In a true testament to the ruggedness of New Mexico terrain, the distance from our campground at Bandelier National Monument to our next campsite at the Cochiti Lake Recreation Area is less than 10 miles as the crow flies, but our relocation drive was 75 miles long and involved backtracking through Santa Fe. We had two goals for our brief two-night stay: prepare for a long spell of dry camping in Albuquerque and visit the Kasha-Katuwe Tent Rocks National Monument. We accomplished both.
The Tent Rocks are made of multicolored layers of volcanic deposits that have been eroded by wind and water. Harder boulders situated atop the soft volcanic pumice and tuff have protected columns from erosion and yielded the unique conical shapes that give the area its name. In the course of our 3.7 mile hike we explored the relatively easy Cave Loop and the more strenuous Slot Canyon Trail. The hike up the canyon provides excellent views of the tent rocks and ends atop a mesa with panoramic views. My favorite part, however, was the slot canyon. The undulating walls of the canyon, scoured by water, were mesmerizing while the few sections involving boulder scrambling were fun and not scary. This location was reminiscent of all the interesting geological features we explored earlier in Death Valley and in southern Utah, and it just might be my favorite slot canyon yet.
Meanwhile, our enormous campsite with electricity and water provided nice views of the adjacent lake and the surrounding hills. We were even treated to a spectacular sunset one night.
Next: we head to Albuquerque to participate in the craziness that is the Balloon Fiesta.
6 thoughts on “Quick Stopover at Cochiti Lake, NM”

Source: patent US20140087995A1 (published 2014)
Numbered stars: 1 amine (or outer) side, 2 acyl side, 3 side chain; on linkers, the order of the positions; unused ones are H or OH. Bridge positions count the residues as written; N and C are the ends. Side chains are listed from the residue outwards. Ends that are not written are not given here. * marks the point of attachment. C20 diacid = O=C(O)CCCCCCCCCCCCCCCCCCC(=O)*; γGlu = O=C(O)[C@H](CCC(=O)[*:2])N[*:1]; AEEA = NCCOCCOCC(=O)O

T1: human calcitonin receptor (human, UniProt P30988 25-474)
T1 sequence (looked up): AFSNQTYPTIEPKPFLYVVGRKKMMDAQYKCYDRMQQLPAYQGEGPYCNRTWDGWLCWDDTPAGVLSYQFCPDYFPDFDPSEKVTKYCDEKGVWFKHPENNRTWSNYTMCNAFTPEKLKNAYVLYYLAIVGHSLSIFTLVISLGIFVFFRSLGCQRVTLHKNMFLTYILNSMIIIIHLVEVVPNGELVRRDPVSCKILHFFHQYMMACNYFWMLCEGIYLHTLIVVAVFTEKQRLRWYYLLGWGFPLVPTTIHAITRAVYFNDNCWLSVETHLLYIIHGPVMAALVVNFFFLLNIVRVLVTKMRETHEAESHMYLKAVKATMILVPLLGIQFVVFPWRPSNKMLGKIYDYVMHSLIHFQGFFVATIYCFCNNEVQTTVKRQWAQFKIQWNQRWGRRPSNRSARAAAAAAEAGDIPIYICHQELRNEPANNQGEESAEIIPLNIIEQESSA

Tent Rocks looks like a great place. Very impressed with the slot canyons. Me and my son went skiing at Wolf Creek and Purgatory this past January. On the way back home to Texas we took a side trip and hit the slopes at Pajarito, just outside of Los Alamos… so we were in the same area as you are now. I can’t wait to get back. We will certainly shoot to visit in the fall and hope to get lucky with great weather. Enjoy the balloons!
We weren’t sure what to expect in this part of the country but Northern New Mexico has been a very pleasant surprise so far! I can see why so many RVers end up putting down roots here.
Oh, I’m so glad you went to Kasha-Katuwe! It’s one of my favorite slot canyons, too. Short and sweet, and so beautiful. The tent rock formations are so unique, too. I don’t think we’ve seen those anywhere else in our travels.
I can’t wait to hear about your Balloon Fiesta adventure. We’ve been a couple of times, but years ago…and only for a day visit from Santa Fe. I’ve always wanted to go and stay overnight.
We liked everything about Kasha-Katuwe except the surprisingly big crowds. It’s in the middle of nowhere yet it was packed! I assume it was Balloon Fiesta related crowds — those 900,000 attendees are doing other activities in addition to watching balloons.
Unbelievably, we’ve not yet been to this New Mexico location. Now we know when *not* to go! That slot canyon looks positively mesmerizing!
It’s a relatively short but fantastic hike. Visiting with few other people on the trail would make it even better!